In addition to providing the live webcast of the annual meeting, shareholders will have the option to view the annual meeting through Microsoft Teams at As with previous meetings, the transcript with video and audio of the entire meeting will be available on the Microsoft Investor Relations website following the meeting.

About Microsoft

Microsoft (Nasdaq “MSFT” @microsoft) enables digital transformation for the era of an intelligent cloud and an intelligent edge. Its mission is to empower every person and every organization on the planet to achieve more.

For more information, financial analysts and investors only:

Investor Relations, Microsoft, (425) 706-4400

For more information, press only:

Microsoft Media Relations, WE Communications, (425) 638-7777, [email protected]

Note to editors: For more information, news and perspectives from Microsoft, please visit the Microsoft News Center at Web links, telephone numbers, and titles were correct at time of publication, but may since have changed. Shareholder and financial information is available at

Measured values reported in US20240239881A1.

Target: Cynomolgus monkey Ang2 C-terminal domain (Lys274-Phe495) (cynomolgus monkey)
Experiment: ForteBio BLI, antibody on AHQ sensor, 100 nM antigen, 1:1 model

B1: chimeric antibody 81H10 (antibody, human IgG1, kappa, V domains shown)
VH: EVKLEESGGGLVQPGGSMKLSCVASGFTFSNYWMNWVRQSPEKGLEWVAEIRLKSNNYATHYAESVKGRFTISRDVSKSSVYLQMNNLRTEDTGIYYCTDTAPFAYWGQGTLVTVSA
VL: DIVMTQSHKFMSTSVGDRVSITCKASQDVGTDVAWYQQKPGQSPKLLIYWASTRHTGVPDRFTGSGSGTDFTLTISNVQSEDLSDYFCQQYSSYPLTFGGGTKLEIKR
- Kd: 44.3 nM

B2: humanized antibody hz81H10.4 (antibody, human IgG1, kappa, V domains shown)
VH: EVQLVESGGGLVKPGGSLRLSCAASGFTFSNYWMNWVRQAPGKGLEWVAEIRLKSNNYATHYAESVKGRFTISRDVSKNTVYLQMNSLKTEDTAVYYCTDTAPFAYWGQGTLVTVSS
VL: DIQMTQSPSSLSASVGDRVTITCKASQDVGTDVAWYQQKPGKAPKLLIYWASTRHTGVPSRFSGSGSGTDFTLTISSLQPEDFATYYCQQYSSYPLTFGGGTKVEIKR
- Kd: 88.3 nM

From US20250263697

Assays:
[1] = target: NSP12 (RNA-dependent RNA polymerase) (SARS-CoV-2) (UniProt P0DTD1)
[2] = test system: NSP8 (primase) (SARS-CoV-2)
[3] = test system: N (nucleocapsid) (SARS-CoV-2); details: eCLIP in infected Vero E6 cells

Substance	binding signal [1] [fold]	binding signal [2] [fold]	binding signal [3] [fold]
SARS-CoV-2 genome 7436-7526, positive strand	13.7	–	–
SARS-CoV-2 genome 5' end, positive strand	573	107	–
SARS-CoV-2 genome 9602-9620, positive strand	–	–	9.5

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Author: Microsoft News Center

For Sale – GTX 1080ti, Dell 27″ Monitor & Lian Li PC343B case

ASUS Strix Radeon RX570 – £80 SOLD

Lian Li PC343B case (double width) – Had this in storage for about 3 years. It’s pretty rare now and still fairly sought after. Highly customisable and included are 3 x drive cages (hold 3 x 3.5mm drives each). Collection only £120

MSI GTX 1080ti Founders Edition 11G – £390

Adding a Dell 27″ LED monitor (1080p). Model number is S2740L. Great second display or gaming monitor for consoles. Collection only at this time unless buyer covers postage. Pretty sure I have original box and packaging – £70 collected